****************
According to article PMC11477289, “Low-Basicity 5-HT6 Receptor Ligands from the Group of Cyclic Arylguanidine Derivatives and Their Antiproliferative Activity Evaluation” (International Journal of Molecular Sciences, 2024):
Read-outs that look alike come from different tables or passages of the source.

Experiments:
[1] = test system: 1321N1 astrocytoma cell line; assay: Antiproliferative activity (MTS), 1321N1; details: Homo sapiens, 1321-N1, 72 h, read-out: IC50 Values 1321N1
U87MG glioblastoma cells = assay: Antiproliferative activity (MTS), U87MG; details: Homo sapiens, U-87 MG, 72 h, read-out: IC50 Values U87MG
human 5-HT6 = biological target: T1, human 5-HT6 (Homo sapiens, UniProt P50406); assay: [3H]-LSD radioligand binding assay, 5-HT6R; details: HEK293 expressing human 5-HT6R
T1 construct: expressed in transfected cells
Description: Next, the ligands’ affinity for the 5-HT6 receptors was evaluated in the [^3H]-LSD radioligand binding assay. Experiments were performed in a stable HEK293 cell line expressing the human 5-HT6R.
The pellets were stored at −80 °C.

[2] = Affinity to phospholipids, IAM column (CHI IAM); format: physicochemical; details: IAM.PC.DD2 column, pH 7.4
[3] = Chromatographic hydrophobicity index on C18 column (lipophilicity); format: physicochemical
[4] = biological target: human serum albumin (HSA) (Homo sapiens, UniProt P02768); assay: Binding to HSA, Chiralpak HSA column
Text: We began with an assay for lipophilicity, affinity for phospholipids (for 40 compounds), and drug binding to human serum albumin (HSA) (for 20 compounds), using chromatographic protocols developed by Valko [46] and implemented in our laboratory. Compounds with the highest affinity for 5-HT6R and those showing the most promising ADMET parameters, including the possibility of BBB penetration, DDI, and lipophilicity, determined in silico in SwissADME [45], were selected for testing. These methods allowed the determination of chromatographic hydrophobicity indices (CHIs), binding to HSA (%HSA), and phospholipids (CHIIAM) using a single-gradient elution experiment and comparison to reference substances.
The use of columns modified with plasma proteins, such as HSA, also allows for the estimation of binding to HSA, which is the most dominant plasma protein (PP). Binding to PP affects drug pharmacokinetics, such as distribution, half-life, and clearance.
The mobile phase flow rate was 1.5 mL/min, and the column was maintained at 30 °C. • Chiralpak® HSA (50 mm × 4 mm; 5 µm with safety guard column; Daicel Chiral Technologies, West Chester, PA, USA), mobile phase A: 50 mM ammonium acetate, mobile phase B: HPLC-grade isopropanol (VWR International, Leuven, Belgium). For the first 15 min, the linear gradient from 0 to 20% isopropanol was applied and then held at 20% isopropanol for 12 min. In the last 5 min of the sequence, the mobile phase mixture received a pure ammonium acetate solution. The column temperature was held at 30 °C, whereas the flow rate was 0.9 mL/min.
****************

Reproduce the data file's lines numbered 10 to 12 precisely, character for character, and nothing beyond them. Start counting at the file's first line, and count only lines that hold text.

[2] = Affinity to phospholipids, IAM column (CHI IAM); format: physicochemical; details: IAM.PC.DD2 column, pH 7.4
[3] = Chromatographic hydrophobicity index on C18 column (lipophilicity); format: physicochemical
[4] = biological target: human serum albumin (HSA) (Homo sapiens, UniProt P02768); assay: Binding to HSA, Chiralpak HSA column